• Meeting-friendly cafes
    • Satelliting
    • Selling food to other facilities
  51. General Trends 2
    • Branding
    • Desserts that have brand names to help sell products
    • Family value marketing and value pricing
    • Kids eat free, family deals
    • Sustainability and other “green” initiatives
    • Foods for health and wellness
    • Low-carb and sugar free items
    • Organic foods
    • Pharmofoodicals
    • If you eat this, then it’ll help you with this condition
  52. Farm Bill
    • Affects the availability of food stamps
    • If less food stamps, then people have to buy own groceries meaning less eating out
    • Affects research and the government support of people who grow food
  53. Policies Affecting Restaurants
    • Farm Bill
    • Redefining “All Natural”
    • Food Safety Issues
    • Getting food poisoning from a restaurant and not going back
    • Trans Fat Policies
    • No trans-fat cooking oils can be used
  54. Top 10 Foods and Beverages 2011
    • Calorie-burning beverages
    • Satiety-enhancing foods and drinks
    • Mobile food
    • Local sourcing of ingredients
    • Healthful kids’ food
    • Antioxidants
    • Immunity-boosting foods and drinks
    • Food and drink for one
    • “Smart” products and packages
    • “Better for You” beer
  55. Healthcare Trends
    • No longer a “Cost Center”
    • Used to try to make money, now just trying to break even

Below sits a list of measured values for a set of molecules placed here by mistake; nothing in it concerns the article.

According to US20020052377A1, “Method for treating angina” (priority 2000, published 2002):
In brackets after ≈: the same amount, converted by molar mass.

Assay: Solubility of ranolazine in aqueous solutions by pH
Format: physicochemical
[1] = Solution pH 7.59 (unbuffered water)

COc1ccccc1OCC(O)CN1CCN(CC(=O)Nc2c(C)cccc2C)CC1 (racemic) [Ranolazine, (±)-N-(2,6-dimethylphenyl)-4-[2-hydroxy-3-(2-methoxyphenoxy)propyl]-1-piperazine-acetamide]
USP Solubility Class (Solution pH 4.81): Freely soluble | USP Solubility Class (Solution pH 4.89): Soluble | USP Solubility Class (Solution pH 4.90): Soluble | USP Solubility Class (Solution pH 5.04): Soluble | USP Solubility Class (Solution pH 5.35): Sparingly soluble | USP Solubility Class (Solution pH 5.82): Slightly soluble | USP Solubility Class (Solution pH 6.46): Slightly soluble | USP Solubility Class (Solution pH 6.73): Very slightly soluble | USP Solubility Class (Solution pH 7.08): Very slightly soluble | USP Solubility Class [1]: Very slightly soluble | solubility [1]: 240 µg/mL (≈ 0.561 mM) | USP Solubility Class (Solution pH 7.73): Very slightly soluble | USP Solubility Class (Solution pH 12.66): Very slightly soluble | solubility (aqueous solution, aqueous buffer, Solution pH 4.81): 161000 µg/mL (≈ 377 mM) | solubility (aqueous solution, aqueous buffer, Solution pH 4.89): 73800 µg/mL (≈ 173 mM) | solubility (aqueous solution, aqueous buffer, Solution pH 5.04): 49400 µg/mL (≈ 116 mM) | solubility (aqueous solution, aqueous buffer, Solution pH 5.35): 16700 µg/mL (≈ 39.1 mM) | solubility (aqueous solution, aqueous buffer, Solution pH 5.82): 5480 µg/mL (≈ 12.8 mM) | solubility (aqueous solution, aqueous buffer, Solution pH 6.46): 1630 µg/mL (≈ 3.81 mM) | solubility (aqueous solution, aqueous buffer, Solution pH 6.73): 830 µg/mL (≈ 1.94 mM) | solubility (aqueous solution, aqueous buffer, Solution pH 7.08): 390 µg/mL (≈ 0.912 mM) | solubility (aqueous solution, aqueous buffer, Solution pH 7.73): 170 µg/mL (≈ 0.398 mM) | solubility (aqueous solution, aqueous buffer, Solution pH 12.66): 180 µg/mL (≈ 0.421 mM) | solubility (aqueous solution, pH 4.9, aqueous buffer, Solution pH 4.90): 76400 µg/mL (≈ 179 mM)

• Contract Management
    • Rethink how foodservice is provided
    • Multiple locations: food courts, coffee shops, kiosks, cafes, convenient-stores, gift shops
  56. Healthcare Trends 2
    • Expanding outside catering opportunities
    • Weddings, retirement parties, funerals, business celebrations
    • Compete with retail foodservice outside hospital
    • Broad experimentation with service models
    • Spoken menu
    • Room service
    • Customer satisfaction
    • You can choose to go there again
    • Don’t want people bringing in outside food
  57. School Trends
    • End of non-commercial foodservice
    • Competition from retail, contract management, school store, soda machines
    • Increase in services
    • After school snacks
    • Summer feeding programs
  58. School Trends 2
    • Customer satisfaction
    • Branding
    • Increase in menu choices
    • Wellness policies
    • Breakfast
  59. University Trends
    • Customers demanding more food value
    • Increase in take-out foods
    • Grab and go
    • Come together for evening meal
    • Watch them prepare the food how you want it
  60. University Trends 2
    • “Hybridized” plans
    • 5-7 days you have a choice
    • Food court style
    • Branding
    • All day breakfast
    • Delivery services
    • 24/7
  61. Assisted Living and Skilled Nursing
    • Emphasis on dignity
    • Elimination of trays
    • Increase in menu offerings
    • Molded puree foods
    • Snack carts
    • Special events
    • Family style service and home-like atmosphere
    • Ordering just before the meal
Card Set
Food Management
Exam 1